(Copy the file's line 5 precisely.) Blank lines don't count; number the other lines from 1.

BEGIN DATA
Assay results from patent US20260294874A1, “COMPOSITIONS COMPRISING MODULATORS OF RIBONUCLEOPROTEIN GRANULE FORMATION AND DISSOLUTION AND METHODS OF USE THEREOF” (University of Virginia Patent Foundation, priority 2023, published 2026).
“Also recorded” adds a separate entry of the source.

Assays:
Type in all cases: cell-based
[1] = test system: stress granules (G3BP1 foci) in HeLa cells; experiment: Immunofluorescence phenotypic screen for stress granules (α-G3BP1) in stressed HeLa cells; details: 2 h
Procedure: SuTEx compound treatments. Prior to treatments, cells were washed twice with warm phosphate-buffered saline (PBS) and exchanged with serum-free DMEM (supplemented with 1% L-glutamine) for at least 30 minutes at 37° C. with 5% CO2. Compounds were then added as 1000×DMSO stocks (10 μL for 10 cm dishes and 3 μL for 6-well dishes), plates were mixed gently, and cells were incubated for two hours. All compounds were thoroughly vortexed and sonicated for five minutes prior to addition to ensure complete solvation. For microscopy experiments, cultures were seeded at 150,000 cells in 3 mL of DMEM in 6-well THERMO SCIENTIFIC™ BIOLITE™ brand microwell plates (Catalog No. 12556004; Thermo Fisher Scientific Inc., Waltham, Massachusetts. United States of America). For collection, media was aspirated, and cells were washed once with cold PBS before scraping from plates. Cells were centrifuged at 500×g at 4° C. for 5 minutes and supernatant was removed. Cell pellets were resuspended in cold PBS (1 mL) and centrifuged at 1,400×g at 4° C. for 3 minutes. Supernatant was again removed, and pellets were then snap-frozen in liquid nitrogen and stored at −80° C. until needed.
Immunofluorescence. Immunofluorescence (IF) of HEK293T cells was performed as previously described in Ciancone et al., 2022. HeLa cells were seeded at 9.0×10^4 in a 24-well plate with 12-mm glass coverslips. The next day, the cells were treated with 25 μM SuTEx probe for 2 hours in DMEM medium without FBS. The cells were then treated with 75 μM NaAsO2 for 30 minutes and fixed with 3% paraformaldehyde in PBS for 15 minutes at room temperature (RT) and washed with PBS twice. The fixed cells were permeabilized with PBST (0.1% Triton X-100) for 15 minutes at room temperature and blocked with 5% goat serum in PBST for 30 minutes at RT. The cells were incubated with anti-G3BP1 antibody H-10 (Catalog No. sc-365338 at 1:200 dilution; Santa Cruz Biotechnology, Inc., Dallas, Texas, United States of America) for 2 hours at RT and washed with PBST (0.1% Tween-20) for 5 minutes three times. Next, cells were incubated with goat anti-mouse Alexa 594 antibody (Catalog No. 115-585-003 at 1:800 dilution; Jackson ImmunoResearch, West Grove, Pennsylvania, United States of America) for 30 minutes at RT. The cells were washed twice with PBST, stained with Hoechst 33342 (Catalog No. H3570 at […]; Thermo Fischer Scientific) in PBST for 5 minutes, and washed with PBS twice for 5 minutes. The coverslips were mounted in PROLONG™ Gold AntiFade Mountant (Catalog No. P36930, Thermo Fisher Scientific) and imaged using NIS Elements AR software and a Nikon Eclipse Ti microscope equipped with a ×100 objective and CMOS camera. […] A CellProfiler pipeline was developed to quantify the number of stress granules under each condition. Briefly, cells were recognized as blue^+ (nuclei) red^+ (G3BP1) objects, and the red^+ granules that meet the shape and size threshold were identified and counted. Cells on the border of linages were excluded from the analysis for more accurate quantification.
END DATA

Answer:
[1] = test system: stress granules (G3BP1 foci) in HeLa cells; experiment: Immunofluorescence phenotypic screen for stress granules (α-G3BP1) in stressed HeLa cells; details: 2 h